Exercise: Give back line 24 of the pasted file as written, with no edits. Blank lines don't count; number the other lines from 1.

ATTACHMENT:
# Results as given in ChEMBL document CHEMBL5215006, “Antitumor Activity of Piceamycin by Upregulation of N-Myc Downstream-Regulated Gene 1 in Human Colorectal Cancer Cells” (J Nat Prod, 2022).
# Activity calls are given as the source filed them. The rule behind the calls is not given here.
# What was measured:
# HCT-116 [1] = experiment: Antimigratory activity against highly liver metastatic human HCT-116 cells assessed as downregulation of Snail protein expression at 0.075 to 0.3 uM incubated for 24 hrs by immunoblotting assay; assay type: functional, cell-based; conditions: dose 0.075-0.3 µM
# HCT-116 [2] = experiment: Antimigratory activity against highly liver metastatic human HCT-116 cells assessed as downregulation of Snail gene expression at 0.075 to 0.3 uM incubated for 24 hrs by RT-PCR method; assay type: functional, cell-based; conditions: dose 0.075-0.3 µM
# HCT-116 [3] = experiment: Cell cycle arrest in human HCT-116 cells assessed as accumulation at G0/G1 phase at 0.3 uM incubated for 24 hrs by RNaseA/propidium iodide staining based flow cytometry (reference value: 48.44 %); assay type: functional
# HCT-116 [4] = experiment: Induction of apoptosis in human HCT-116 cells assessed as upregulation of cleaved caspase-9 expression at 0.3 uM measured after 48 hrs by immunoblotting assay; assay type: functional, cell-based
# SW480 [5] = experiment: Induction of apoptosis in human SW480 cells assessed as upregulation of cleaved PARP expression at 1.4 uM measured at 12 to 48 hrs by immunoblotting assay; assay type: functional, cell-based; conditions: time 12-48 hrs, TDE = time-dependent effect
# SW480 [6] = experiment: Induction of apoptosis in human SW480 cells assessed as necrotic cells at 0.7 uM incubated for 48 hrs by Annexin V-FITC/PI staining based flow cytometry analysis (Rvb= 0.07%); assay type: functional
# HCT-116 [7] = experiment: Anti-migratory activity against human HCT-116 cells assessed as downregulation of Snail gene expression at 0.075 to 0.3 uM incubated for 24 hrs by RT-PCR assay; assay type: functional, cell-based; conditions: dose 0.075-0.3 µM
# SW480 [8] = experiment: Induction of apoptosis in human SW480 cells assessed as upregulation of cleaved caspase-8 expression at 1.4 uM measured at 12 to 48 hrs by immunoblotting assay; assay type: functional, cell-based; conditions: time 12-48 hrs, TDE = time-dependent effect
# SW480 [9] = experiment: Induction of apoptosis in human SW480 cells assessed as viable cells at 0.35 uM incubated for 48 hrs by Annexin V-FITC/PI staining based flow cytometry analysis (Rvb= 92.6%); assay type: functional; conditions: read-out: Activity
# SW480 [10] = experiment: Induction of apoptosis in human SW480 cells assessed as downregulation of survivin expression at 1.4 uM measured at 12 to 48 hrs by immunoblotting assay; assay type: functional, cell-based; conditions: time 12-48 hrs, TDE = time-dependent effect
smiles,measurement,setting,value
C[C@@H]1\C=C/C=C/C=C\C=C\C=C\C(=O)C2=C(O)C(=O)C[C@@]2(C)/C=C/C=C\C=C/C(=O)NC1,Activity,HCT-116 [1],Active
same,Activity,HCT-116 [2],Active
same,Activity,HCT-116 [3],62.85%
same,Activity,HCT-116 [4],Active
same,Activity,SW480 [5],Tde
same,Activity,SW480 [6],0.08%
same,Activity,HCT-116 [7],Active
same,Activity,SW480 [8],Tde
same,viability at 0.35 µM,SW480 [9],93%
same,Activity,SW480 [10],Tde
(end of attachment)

same,Activity,SW480 [10],Tde